Fighting to Flush Hepatitis C Out of Philadelphia: Dr. Stacey Trooskin

PHILADELPHIA WOMEN IN SCIENCE 

May is Hepatitis Awareness Month, so it’s fitting that our Women in Science series features infectious disease specialist Dr. Stacey Trooskin, who is helping lead Philadelphia’s charge to eliminate hepatitis C from the city.

Dr. Stacey Trooskin, director of the Viral Hepatitis Program at Philadelphia FIGHT Community Health Centers
Dr. Stacey Trooskin, director of the Viral Hepatitis Program at Philadelphia FIGHT Community Health Centers. | Photograph courtesy FIGHT


Who: Stacey Trooskin, MD, Ph.D., MPH

Director of the Viral Hepatitis Program
Philadelphia FIGHT Community Health Centers
Specialty: Infectious Diseases

Tell us about your current work.
I am an infectious diseases physician and I oversee the Viral Hepatitis Program at Philadelphia FIGHT Community Health Centers. I also am the community co-chair of the Hepatitis C Allies of Philadelphia. In that role I oversee C Change, the plan to eliminate hepatitis C from the city of Philadelphia. In addition to taking care of people who live with hepatitis C and HIV, I implement and evaluate models of hepatitis C virus (HCV) care that attempt to engage individuals at high risk for chronic HCV infection who would not otherwise seek care in a traditional medical setting.  

How did you get into science? 
My father is a physician and loves his work, so that inspired me to think about a career in science and medicine. I discovered public health while serving a year in the AmeriCorps after college. I served in the Rapid Response Corps, which was an AmeriCorps program of the American Red Cross. The Rapid Response Corps’ mission was to provide immediate and emergency assistance to communities affected by disasters and to increase preparedness through community outreach and education. 

In my time of service we responded to local and national disasters and worked closely with community members. We worked in local schools and conducted home visits to fire-, tornado-, and hurricane-ravaged homes. We set up shelters and served countless hot meals and snacks to individuals who had just lost their homes, their possessions, and sometimes [their] loved ones. This was my first exposure to community health, public health, and epidemiology and that experience ended up shaping the rest of my career.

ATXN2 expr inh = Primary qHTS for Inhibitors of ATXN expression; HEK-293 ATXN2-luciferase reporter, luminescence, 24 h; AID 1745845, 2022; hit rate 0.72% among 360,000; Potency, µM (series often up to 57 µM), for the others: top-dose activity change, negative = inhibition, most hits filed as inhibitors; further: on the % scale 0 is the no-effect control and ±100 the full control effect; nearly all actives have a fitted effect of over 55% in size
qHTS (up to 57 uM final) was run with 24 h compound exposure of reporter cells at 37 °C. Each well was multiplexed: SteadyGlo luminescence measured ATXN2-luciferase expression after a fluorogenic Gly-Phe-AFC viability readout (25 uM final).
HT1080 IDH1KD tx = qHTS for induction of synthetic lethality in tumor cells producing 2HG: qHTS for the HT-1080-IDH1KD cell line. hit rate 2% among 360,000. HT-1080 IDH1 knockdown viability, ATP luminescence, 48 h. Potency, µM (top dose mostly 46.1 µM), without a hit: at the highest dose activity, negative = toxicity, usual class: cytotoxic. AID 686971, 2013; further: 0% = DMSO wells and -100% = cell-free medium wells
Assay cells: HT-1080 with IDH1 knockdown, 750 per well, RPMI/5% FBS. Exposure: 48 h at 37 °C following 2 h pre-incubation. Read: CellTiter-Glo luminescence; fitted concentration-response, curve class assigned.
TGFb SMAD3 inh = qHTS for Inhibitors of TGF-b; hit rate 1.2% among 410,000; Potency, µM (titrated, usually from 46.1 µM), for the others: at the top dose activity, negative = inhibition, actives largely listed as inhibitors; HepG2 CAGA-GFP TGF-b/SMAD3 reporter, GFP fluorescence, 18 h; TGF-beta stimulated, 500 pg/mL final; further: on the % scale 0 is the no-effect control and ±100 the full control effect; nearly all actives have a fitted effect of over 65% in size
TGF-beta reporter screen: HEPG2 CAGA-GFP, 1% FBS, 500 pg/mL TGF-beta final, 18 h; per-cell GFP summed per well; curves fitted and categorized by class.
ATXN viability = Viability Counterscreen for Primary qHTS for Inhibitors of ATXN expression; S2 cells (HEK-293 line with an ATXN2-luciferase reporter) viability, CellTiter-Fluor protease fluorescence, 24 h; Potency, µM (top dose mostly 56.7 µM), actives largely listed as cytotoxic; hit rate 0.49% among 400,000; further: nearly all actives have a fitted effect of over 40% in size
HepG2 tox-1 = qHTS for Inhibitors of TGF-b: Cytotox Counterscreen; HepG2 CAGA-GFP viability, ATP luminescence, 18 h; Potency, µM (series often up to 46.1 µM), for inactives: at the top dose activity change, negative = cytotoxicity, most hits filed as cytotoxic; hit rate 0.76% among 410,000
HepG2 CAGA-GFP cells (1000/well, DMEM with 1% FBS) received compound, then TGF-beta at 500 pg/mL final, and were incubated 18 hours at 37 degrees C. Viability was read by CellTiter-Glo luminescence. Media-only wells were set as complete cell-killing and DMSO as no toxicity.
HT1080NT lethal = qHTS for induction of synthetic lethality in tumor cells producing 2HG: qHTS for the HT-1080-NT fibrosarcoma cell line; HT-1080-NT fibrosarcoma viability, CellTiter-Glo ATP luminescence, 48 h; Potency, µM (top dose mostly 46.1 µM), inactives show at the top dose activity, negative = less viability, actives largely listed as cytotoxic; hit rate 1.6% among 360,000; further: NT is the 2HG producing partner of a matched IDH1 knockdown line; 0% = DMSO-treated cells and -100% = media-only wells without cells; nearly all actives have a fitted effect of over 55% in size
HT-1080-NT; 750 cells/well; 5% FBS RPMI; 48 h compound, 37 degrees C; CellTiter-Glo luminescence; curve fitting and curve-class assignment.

Do you/did you have a mentor? 
I have benefited from the wisdom, support, and guidance of mentors every step of my career. I would not have the career that I have today if it were not for mentorship. I have had mentors who have taught me how to be a researcher, how to be a clinician, and have shared with me how they navigate being a working mom. I still rely heavily on my mentors today. 

Who are some women working in science today you admire? 
Every day I work shoulder to shoulder with women that I admire. I feel so lucky to work with the women (and a few good men too!) that every day serve the community with the mission of eliminating hepatitis C from the city of Philadelphia. 

Dr. Trooskin consults with a patient at FIGHT.
Dr. Trooskin consults with a patient at FIGHT. | Photograph courtesy FIGHT

What are the biggest challenges you face in your field? 
The biggest challenge in our field is born out of one of the greatest public health accomplishments of our generation: a cure for hepatitis C, the most common blood-borne infection in the United States. Now the greatest challenge is eliminating the virus in the United States and worldwide. HCV treatment is highly effective (more than 95 percent cure), short in duration, and has minimal side effects. Unfortunately, many insurance companies, prisons, and jails ration the medication so that individuals may not be able to get [it] until their liver is sick. I, and many others, have advocated for access to treatment on behalf of our patients and other individuals chronically infected with hepatitis C because everyone deserves to be cured of their hepatitis C. 

What scientist, dead or alive, would you like to work with? 
John Snow (not the King of the North for you Game of Thronesfans), a physician who is widely considered the first epidemiologist. He was among the first to conduct an epidemiologic investigation and discovered that cholera was waterborne.  

How can we get more girls interested in STEM? 
Mentorship! I knew I could be a doctor because I was blessed to have parents that told me I could do anything I put my mind to and gave me a map to follow to get there. We need to mentor girls early and tell them they can do anything they want and then we need to give them a vision, something concrete to see and model themselves from so that they can achieve it.  

Favorite piece of scientific trivia?
There may be more bacteria in your mouth than there are people in this world.

What’s something interesting that people may not know about you?
I was on a home makeover show once and I love to cook, bake, and garden. 

Interview by Nancy Gupton. Edited for length and clarity.



More Philadelphia Women in Science
Dr. Loni Tabb: A Biostatistician Who's Breaking Barriers
Dr. Ileana Pérez-Rodríguez: Unlocking Microbial Mysteries at the Bottom of the Ocean